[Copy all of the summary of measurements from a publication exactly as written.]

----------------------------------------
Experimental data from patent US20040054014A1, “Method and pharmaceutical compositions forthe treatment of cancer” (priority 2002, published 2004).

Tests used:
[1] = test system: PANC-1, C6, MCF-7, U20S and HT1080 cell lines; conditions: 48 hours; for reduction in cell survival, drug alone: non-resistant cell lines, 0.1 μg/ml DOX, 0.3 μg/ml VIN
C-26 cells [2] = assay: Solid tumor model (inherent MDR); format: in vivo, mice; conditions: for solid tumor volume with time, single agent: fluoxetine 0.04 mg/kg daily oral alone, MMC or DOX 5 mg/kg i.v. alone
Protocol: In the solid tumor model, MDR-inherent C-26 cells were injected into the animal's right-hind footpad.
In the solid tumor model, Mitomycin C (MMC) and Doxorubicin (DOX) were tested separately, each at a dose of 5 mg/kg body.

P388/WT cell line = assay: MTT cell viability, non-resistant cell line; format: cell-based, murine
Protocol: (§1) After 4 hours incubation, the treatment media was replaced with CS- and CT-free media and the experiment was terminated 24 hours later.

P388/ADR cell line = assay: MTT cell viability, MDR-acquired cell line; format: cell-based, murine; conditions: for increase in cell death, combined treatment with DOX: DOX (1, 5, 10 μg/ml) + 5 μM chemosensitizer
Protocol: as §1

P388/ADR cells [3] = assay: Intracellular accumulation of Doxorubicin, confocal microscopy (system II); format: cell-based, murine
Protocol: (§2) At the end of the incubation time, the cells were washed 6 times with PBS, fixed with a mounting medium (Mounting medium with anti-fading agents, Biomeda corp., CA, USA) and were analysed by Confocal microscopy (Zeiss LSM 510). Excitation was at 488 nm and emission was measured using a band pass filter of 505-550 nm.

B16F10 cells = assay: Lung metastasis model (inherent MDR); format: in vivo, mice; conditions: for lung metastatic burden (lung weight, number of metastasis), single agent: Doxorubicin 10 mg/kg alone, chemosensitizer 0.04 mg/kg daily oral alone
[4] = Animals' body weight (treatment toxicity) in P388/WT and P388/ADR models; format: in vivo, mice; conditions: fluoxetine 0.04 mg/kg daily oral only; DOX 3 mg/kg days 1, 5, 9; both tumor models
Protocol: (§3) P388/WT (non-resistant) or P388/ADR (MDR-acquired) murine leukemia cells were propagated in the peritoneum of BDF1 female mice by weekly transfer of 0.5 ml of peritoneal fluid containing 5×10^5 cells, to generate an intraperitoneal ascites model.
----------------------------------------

Experimental data from patent US20040054014A1, “Method and pharmaceutical compositions forthe treatment of cancer” (priority 2002, published 2004).

Tests used:
[1] = test system: PANC-1, C6, MCF-7, U20S and HT1080 cell lines; conditions: 48 hours; for reduction in cell survival, drug alone: non-resistant cell lines, 0.1 μg/ml DOX, 0.3 μg/ml VIN
C-26 cells [2] = assay: Solid tumor model (inherent MDR); format: in vivo, mice; conditions: for solid tumor volume with time, single agent: fluoxetine 0.04 mg/kg daily oral alone, MMC or DOX 5 mg/kg i.v. alone
Protocol: In the solid tumor model, MDR-inherent C-26 cells were injected into the animal's right-hind footpad.
In the solid tumor model, Mitomycin C (MMC) and Doxorubicin (DOX) were tested separately, each at a dose of 5 mg/kg body.

P388/WT cell line = assay: MTT cell viability, non-resistant cell line; format: cell-based, murine
Protocol: (§1) After 4 hours incubation, the treatment media was replaced with CS- and CT-free media and the experiment was terminated 24 hours later.

P388/ADR cell line = assay: MTT cell viability, MDR-acquired cell line; format: cell-based, murine; conditions: for increase in cell death, combined treatment with DOX: DOX (1, 5, 10 μg/ml) + 5 μM chemosensitizer
Protocol: as §1

P388/ADR cells [3] = assay: Intracellular accumulation of Doxorubicin, confocal microscopy (system II); format: cell-based, murine
Protocol: (§2) At the end of the incubation time, the cells were washed 6 times with PBS, fixed with a mounting medium (Mounting medium with anti-fading agents, Biomeda corp., CA, USA) and were analysed by Confocal microscopy (Zeiss LSM 510). Excitation was at 488 nm and emission was measured using a band pass filter of 505-550 nm.

B16F10 cells = assay: Lung metastasis model (inherent MDR); format: in vivo, mice; conditions: for lung metastatic burden (lung weight, number of metastasis), single agent: Doxorubicin 10 mg/kg alone, chemosensitizer 0.04 mg/kg daily oral alone
[4] = Animals' body weight (treatment toxicity) in P388/WT and P388/ADR models; format: in vivo, mice; conditions: fluoxetine 0.04 mg/kg daily oral only; DOX 3 mg/kg days 1, 5, 9; both tumor models
Protocol: (§3) P388/WT (non-resistant) or P388/ADR (MDR-acquired) murine leukemia cells were propagated in the peritoneum of BDF1 female mice by weekly transfer of 0.5 ml of peritoneal fluid containing 5×10^5 cells, to generate an intraperitoneal ascites model.